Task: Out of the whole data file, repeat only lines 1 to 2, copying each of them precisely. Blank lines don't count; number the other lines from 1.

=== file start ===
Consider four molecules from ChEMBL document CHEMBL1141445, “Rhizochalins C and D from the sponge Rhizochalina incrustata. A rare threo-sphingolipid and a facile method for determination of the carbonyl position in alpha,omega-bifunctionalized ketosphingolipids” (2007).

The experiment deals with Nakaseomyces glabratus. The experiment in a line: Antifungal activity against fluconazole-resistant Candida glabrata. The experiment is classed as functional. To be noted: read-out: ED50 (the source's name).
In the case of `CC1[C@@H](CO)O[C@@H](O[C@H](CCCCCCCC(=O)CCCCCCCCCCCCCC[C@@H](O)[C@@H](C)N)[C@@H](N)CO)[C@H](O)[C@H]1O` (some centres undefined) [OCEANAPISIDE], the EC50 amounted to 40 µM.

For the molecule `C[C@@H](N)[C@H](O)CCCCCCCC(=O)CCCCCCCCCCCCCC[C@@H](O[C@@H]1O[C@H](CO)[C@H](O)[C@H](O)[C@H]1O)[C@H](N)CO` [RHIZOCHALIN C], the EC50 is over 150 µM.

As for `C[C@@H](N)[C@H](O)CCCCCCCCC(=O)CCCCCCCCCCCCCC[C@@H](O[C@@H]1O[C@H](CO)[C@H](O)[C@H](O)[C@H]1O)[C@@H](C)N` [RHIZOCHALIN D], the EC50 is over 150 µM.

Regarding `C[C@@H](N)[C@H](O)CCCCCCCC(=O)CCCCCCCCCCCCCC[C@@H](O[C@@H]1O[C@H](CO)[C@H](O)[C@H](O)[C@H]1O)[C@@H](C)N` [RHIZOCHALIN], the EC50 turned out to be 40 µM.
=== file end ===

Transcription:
Consider four molecules from ChEMBL document CHEMBL1141445, “Rhizochalins C and D from the sponge Rhizochalina incrustata. A rare threo-sphingolipid and a facile method for determination of the carbonyl position in alpha,omega-bifunctionalized ketosphingolipids” (2007).

The experiment deals with Nakaseomyces glabratus. The experiment in a line: Antifungal activity against fluconazole-resistant Candida glabrata. The experiment is classed as functional. To be noted: read-out: ED50 (the source's name).